According to a report by Times Select, President Cyril Ramaphosa’s lawyers have submitted in legal papers that Public Protector Busisiwe Mkhwebane was given two years’ worth of bank statements linked to the CR17 campaign funds that helped to get Ramaphosa elected ANC president.
This has apparently confounded his lawyers, since all she had been investigating, and was meant to have been investigating, was a R500,000 donation to the campaign from the controversial company Bosasa.
The Financial Intelligence Centre has been accused of breaking the law by being so freewheeling with SA banks’ private client information, which they are legally only allowed to have access to for the purposes of combating financial crimes.
Ramaphosa’s lawyers have further expressed the concern that Mkhwebane herself, or her office, leaked the CR17 bank statements, but she countered that someone else who must have done it as she wasn’t the only one with access to the documents.
Earlier this month, the presidency slammed the fact that the confidential banking information about the contributors to and recipients from Ramaphosa’s CR17 campaign had been leaked to the media.
Spokesperson Khusela Diko said the information, supposedly held only by the public protector, had included the bank statements of third parties, which had recorded private transactions and which were meant to be “strictly confidential”.
Laws that may compel public office bearers and parties to declare significant campaign donations have not yet been enacted in South Africa.
“The Presidency notes with grave concern what amounts to a violation of the constitutionally enshrined right to privacy. This is all the more troubling as it seems clear that this information had been, from the first instance, obtained in an illegal manner,” said Diko.
Two weeks ago, the high court granted a request to seal the banking records of donors to Ramaphosa’s campaign, though by then much of the info was already in the media’s hands.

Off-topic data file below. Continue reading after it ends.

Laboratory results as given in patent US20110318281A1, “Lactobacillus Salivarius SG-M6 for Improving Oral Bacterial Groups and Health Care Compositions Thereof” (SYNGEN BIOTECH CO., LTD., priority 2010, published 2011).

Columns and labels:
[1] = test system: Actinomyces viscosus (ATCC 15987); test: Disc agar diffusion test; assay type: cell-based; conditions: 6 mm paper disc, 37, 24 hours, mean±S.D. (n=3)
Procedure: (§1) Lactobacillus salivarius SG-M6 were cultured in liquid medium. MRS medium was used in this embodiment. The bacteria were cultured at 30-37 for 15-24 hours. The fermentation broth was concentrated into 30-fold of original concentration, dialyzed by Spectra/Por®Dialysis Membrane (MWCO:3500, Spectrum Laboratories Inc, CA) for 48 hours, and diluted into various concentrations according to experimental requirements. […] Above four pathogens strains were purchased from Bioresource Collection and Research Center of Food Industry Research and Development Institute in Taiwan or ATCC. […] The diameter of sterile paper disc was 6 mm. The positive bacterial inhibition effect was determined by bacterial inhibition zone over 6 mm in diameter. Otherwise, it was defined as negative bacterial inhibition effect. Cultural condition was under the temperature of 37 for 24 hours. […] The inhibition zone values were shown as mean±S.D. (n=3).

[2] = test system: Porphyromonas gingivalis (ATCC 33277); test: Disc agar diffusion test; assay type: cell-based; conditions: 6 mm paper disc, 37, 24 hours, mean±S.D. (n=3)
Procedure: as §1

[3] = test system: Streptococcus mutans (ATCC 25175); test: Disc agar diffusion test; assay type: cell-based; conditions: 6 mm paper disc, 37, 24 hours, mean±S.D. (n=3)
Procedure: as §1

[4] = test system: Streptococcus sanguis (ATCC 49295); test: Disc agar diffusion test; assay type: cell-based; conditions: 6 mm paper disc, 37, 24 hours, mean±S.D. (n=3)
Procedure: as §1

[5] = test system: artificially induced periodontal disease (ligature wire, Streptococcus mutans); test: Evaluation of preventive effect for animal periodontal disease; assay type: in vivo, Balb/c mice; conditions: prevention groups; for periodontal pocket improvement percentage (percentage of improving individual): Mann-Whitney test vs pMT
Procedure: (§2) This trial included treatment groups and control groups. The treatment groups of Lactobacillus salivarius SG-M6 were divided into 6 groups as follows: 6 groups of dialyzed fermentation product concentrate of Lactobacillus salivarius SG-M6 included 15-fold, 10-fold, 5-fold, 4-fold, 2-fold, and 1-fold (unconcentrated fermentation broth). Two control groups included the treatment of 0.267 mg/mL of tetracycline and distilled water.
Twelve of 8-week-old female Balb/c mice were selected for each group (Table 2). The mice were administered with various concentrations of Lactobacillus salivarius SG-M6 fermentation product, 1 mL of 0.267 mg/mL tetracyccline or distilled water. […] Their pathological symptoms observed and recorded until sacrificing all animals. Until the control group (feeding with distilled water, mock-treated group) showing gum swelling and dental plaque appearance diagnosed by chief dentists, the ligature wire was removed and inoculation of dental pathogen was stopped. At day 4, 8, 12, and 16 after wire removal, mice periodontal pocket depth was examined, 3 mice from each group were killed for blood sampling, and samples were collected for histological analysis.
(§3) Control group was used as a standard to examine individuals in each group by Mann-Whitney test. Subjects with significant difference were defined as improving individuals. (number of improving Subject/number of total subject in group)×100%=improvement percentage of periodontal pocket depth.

As a result of the ruling, the public would not be able to access the financial records held by the court, which would usually be made available following their submission by Mkhwebane following Ramaphosa’s application for a judicial review of her report, which found the president had misled parliament over a R500,000 campaign donation from Bosasa CEO Gavin Watson.
She also claimed to be concerned about possible money laundering, which the presidency dismissed as evidence that she didn’t understand what money laundering actually is.
Peter Harris, a lawyer representing Ramaphosa, said in a letter to Judge Aubrey Ledwaba: “We submit that the bank statements of EFFG2, Linked Environmental Services, Ria Tenda Trust and Cyril Ramaphosa Foundation accounts contain confidential information which must be protected.”
The public protector’s spokesperson, Oupa Segalwe, said at the time that Mkhwebane would not appeal the decision, but expressed disappointment over the sealing of the banking details.
Segalwe said: “The judge took a decision to seal the records purely on the basis of the insinuations that the records were obtained illegally. It appears that the president was only interested in protecting his donors, who did not make representation that they did not want their details of financial funding be made public.”
The president was also granted an interdict, unopposed by the public protector, preventing her from enforcing any of the remedial action in her report until his judicial review had been concluded.
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